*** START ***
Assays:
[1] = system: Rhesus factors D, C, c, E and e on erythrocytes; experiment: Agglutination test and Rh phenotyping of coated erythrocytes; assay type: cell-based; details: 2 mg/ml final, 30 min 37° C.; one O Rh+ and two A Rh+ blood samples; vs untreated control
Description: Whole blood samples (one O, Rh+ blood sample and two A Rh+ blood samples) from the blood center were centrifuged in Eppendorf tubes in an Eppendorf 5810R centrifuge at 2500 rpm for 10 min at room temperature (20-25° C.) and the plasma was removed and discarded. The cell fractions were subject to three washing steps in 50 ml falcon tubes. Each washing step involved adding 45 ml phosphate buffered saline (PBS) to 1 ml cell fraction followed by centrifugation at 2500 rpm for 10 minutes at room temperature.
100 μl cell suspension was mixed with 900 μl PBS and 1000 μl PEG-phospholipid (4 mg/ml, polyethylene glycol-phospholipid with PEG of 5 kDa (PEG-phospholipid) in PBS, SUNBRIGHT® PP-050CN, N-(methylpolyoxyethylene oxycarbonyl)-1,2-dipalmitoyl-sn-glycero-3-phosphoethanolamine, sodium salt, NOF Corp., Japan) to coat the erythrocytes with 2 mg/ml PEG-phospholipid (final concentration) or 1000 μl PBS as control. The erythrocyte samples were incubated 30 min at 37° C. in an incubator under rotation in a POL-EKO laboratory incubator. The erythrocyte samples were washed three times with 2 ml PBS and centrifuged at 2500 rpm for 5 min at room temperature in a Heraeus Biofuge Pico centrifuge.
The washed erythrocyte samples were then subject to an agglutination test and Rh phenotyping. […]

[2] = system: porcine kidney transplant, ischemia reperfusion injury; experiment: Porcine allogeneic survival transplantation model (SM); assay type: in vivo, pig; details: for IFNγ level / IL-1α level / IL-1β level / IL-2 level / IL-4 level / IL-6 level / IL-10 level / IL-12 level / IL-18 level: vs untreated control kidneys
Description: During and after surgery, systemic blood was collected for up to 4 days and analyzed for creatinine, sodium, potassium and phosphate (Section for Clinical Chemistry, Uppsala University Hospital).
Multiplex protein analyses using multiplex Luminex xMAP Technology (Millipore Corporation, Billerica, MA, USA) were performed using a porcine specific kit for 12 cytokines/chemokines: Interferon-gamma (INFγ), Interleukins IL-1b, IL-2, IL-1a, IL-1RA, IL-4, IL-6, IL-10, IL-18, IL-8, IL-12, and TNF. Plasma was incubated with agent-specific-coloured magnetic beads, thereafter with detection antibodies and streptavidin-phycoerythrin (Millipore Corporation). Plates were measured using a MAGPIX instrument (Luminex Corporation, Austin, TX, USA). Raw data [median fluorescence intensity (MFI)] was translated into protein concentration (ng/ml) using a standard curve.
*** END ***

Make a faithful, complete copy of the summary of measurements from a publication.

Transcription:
Assays:
[1] = system: Rhesus factors D, C, c, E and e on erythrocytes; experiment: Agglutination test and Rh phenotyping of coated erythrocytes; assay type: cell-based; details: 2 mg/ml final, 30 min 37° C.; one O Rh+ and two A Rh+ blood samples; vs untreated control
Description: Whole blood samples (one O, Rh+ blood sample and two A Rh+ blood samples) from the blood center were centrifuged in Eppendorf tubes in an Eppendorf 5810R centrifuge at 2500 rpm for 10 min at room temperature (20-25° C.) and the plasma was removed and discarded. The cell fractions were subject to three washing steps in 50 ml falcon tubes. Each washing step involved adding 45 ml phosphate buffered saline (PBS) to 1 ml cell fraction followed by centrifugation at 2500 rpm for 10 minutes at room temperature.
100 μl cell suspension was mixed with 900 μl PBS and 1000 μl PEG-phospholipid (4 mg/ml, polyethylene glycol-phospholipid with PEG of 5 kDa (PEG-phospholipid) in PBS, SUNBRIGHT® PP-050CN, N-(methylpolyoxyethylene oxycarbonyl)-1,2-dipalmitoyl-sn-glycero-3-phosphoethanolamine, sodium salt, NOF Corp., Japan) to coat the erythrocytes with 2 mg/ml PEG-phospholipid (final concentration) or 1000 μl PBS as control. The erythrocyte samples were incubated 30 min at 37° C. in an incubator under rotation in a POL-EKO laboratory incubator. The erythrocyte samples were washed three times with 2 ml PBS and centrifuged at 2500 rpm for 5 min at room temperature in a Heraeus Biofuge Pico centrifuge.
The washed erythrocyte samples were then subject to an agglutination test and Rh phenotyping. […]

[2] = system: porcine kidney transplant, ischemia reperfusion injury; experiment: Porcine allogeneic survival transplantation model (SM); assay type: in vivo, pig; details: for IFNγ level / IL-1α level / IL-1β level / IL-2 level / IL-4 level / IL-6 level / IL-10 level / IL-12 level / IL-18 level: vs untreated control kidneys
Description: During and after surgery, systemic blood was collected for up to 4 days and analyzed for creatinine, sodium, potassium and phosphate (Section for Clinical Chemistry, Uppsala University Hospital).
Multiplex protein analyses using multiplex Luminex xMAP Technology (Millipore Corporation, Billerica, MA, USA) were performed using a porcine specific kit for 12 cytokines/chemokines: Interferon-gamma (INFγ), Interleukins IL-1b, IL-2, IL-1a, IL-1RA, IL-4, IL-6, IL-10, IL-18, IL-8, IL-12, and TNF. Plasma was incubated with agent-specific-coloured magnetic beads, thereafter with detection antibodies and streptavidin-phycoerythrin (Millipore Corporation). Plates were measured using a MAGPIX instrument (Luminex Corporation, Austin, TX, USA). Raw data [median fluorescence intensity (MFI)] was translated into protein concentration (ng/ml) using a standard curve.